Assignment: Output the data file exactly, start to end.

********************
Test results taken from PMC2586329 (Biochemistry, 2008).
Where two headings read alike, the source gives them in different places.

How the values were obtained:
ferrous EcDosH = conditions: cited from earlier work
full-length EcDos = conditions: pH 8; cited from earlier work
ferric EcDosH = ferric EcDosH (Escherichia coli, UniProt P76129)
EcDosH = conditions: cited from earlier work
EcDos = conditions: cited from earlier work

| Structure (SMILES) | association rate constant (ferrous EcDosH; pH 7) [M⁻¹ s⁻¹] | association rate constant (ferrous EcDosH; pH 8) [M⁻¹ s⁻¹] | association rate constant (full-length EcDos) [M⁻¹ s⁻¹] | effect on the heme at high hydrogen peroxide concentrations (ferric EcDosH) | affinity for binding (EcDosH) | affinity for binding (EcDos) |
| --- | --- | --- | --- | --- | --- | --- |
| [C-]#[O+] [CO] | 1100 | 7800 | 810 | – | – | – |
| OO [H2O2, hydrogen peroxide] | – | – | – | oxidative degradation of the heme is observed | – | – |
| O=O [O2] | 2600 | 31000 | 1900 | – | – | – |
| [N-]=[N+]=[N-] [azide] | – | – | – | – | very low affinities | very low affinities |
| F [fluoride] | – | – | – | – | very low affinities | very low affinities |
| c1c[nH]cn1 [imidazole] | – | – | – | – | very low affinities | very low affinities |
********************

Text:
Test results taken from PMC2586329 (Biochemistry, 2008).
Where two headings read alike, the source gives them in different places.

How the values were obtained:
ferrous EcDosH = conditions: cited from earlier work
full-length EcDos = conditions: pH 8; cited from earlier work
ferric EcDosH = ferric EcDosH (Escherichia coli, UniProt P76129)
EcDosH = conditions: cited from earlier work
EcDos = conditions: cited from earlier work

| Structure (SMILES) | association rate constant (ferrous EcDosH; pH 7) [M⁻¹ s⁻¹] | association rate constant (ferrous EcDosH; pH 8) [M⁻¹ s⁻¹] | association rate constant (full-length EcDos) [M⁻¹ s⁻¹] | effect on the heme at high hydrogen peroxide concentrations (ferric EcDosH) | affinity for binding (EcDosH) | affinity for binding (EcDos) |
| --- | --- | --- | --- | --- | --- | --- |
| [C-]#[O+] [CO] | 1100 | 7800 | 810 | – | – | – |
| OO [H2O2, hydrogen peroxide] | – | – | – | oxidative degradation of the heme is observed | – | – |
| O=O [O2] | 2600 | 31000 | 1900 | – | – | – |
| [N-]=[N+]=[N-] [azide] | – | – | – | – | very low affinities | very low affinities |
| F [fluoride] | – | – | – | – | very low affinities | very low affinities |
| c1c[nH]cn1 [imidazole] | – | – | – | – | very low affinities | very low affinities |